'Why didn't he talk to me?'

And then you thought, when you were sitting in the school councilor's office, with your whole entire left forearm butchered all to hell and forty three aspirin pills in you and ringing in your ears,

'Why didn't I talk to him?'

The councilor asked why you did it. You laughed at him and told him to "Eat shit. Maybe check the tapes of the last three fucking months. You'll know why." Then you walked out. You didn't care how many people were pulling out their phones to get a picture of all the blood. Hell. You even stopped for them.

You hated how it had broke your heart when she came up to him and put her arms around his neck when you were trying to talk it out, how bad you cried when you realized that you let him get close then tear you down. And you figured that maybe if you hardened your heart, it wouldn't happen again.

Then the walls came tumbling down when she figured out you loved her, and when she told you "she didn't care." You cut yourself again and again because to you, those words meant something totally different then how she meant them.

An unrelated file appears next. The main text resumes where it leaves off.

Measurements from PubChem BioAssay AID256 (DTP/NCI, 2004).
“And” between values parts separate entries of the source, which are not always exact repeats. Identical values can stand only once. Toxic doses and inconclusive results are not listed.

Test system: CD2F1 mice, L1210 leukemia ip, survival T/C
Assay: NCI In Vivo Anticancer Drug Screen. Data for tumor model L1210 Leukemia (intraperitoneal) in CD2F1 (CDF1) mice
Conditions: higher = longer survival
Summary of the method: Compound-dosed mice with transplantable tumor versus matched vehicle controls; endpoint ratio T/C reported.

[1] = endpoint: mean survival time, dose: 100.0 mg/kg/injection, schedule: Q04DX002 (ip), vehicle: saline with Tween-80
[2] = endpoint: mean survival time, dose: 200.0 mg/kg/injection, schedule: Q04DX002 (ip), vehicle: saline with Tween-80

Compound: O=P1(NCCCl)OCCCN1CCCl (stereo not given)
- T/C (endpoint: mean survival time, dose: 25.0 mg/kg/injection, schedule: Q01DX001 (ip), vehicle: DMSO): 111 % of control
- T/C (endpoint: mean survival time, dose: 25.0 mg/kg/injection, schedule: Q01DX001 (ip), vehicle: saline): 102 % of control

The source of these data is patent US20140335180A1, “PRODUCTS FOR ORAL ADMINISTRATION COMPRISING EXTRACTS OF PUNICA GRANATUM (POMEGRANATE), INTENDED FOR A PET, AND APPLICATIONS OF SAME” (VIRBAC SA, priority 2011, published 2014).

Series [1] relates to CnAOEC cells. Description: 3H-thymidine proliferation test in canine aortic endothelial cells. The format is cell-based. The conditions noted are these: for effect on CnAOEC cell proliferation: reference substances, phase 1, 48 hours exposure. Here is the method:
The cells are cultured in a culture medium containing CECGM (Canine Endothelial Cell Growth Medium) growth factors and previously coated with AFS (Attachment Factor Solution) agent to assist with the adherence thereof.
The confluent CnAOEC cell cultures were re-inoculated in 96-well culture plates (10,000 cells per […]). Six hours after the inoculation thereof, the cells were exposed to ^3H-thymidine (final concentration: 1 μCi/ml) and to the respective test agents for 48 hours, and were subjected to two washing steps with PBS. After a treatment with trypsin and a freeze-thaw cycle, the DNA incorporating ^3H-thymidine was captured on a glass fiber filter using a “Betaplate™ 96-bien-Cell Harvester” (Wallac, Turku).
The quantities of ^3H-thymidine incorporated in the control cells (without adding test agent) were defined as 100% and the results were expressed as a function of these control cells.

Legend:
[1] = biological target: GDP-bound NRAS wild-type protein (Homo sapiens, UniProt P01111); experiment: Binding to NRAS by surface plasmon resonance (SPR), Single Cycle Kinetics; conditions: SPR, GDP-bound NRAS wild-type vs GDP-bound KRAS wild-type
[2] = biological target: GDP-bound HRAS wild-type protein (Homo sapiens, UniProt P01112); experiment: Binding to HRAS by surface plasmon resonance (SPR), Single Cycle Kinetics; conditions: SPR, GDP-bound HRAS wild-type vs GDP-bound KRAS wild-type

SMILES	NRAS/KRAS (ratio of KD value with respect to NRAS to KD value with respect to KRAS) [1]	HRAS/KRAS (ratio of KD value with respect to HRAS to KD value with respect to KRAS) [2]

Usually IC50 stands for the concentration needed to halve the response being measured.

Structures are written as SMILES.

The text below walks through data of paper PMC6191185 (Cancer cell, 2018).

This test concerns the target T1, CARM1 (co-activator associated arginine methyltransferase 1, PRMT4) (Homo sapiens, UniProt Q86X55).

You remember how it was pouring the day Destiny left, and how fitting it felt to stand out in sorrow's rain and cry and let it purify and wash away what you thought were lies and mistakes. It was absolutely beautiful for him to see you out in the rain like that, head tipped back and black hair slicked to your temples. White t-shirt soaked through to show your purple bra and all he could think was,


And you don't even like him. As a friend, sure, but not int the sense he's looking for. The first time you stood out in the rain, you danced. He said you danced like a gypsy, slow and enticing, but fast and sinful. You said you had forgotten yourself and now it was ruined. The conversation ended there.